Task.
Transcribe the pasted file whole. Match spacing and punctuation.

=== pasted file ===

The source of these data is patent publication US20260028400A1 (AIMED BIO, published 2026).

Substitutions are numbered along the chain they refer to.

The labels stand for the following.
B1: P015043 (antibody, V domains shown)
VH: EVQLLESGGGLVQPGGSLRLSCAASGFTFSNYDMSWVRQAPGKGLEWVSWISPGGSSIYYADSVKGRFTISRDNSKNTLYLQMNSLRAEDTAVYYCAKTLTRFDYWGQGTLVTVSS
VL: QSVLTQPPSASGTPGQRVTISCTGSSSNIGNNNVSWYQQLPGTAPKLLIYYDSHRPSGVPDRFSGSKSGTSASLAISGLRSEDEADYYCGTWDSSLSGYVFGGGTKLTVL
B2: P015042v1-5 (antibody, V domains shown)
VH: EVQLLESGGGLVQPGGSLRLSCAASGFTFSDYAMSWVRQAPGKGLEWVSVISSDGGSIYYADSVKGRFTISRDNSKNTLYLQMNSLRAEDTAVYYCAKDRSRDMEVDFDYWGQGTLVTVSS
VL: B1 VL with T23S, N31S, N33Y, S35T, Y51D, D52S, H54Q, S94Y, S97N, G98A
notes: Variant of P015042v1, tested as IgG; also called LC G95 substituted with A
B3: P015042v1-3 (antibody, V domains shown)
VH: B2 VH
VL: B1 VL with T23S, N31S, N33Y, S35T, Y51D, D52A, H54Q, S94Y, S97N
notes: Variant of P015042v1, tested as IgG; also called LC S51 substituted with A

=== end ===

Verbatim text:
The source of these data is patent publication US20260028400A1 (AIMED BIO, published 2026).

Substitutions are numbered along the chain they refer to.

The labels stand for the following.
B1: P015043 (antibody, V domains shown)
VH: EVQLLESGGGLVQPGGSLRLSCAASGFTFSNYDMSWVRQAPGKGLEWVSWISPGGSSIYYADSVKGRFTISRDNSKNTLYLQMNSLRAEDTAVYYCAKTLTRFDYWGQGTLVTVSS
VL: QSVLTQPPSASGTPGQRVTISCTGSSSNIGNNNVSWYQQLPGTAPKLLIYYDSHRPSGVPDRFSGSKSGTSASLAISGLRSEDEADYYCGTWDSSLSGYVFGGGTKLTVL
B2: P015042v1-5 (antibody, V domains shown)
VH: EVQLLESGGGLVQPGGSLRLSCAASGFTFSDYAMSWVRQAPGKGLEWVSVISSDGGSIYYADSVKGRFTISRDNSKNTLYLQMNSLRAEDTAVYYCAKDRSRDMEVDFDYWGQGTLVTVSS
VL: B1 VL with T23S, N31S, N33Y, S35T, Y51D, D52S, H54Q, S94Y, S97N, G98A
notes: Variant of P015042v1, tested as IgG; also called LC G95 substituted with A
B3: P015042v1-3 (antibody, V domains shown)
VH: B2 VH
VL: B1 VL with T23S, N31S, N33Y, S35T, Y51D, D52A, H54Q, S94Y, S97N
notes: Variant of P015042v1, tested as IgG; also called LC S51 substituted with A